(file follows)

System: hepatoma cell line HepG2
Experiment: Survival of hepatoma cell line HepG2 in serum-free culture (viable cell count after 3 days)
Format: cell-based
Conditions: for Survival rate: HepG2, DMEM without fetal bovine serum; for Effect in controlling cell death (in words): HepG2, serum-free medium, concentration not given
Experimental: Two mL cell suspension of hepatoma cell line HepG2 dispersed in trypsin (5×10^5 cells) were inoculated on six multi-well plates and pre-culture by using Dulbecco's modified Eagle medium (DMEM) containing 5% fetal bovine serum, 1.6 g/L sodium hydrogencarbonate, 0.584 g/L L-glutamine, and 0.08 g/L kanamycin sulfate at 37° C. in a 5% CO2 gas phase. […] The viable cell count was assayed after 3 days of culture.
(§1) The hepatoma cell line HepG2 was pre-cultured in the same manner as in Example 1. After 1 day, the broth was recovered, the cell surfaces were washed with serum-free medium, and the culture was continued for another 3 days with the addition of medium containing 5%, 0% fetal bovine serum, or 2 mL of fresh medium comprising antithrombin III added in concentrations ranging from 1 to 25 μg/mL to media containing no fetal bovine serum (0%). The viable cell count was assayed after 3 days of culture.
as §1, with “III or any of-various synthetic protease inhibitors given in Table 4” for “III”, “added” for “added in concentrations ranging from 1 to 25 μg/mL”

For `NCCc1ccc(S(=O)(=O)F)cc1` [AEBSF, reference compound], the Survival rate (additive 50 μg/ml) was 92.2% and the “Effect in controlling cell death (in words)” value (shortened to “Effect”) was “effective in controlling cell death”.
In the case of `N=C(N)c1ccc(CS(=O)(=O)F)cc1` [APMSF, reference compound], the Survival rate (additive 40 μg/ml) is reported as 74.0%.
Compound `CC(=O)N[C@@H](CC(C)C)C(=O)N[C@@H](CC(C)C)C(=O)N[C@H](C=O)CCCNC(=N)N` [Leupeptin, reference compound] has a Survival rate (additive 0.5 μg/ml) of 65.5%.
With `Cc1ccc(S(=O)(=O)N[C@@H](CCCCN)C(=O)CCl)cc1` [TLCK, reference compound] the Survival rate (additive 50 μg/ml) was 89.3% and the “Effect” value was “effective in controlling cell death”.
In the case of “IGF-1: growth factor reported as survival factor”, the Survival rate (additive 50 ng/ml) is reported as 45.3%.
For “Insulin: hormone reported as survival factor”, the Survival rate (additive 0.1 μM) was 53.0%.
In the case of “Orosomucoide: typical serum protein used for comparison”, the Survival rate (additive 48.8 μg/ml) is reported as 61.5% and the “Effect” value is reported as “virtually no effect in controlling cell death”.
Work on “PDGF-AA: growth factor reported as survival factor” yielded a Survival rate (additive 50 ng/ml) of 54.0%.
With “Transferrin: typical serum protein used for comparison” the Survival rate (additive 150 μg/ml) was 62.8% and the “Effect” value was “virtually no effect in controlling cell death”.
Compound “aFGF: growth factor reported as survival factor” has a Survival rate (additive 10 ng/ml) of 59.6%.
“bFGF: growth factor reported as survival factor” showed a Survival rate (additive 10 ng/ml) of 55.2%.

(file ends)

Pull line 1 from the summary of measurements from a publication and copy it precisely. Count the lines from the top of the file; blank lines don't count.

System: hepatoma cell line HepG2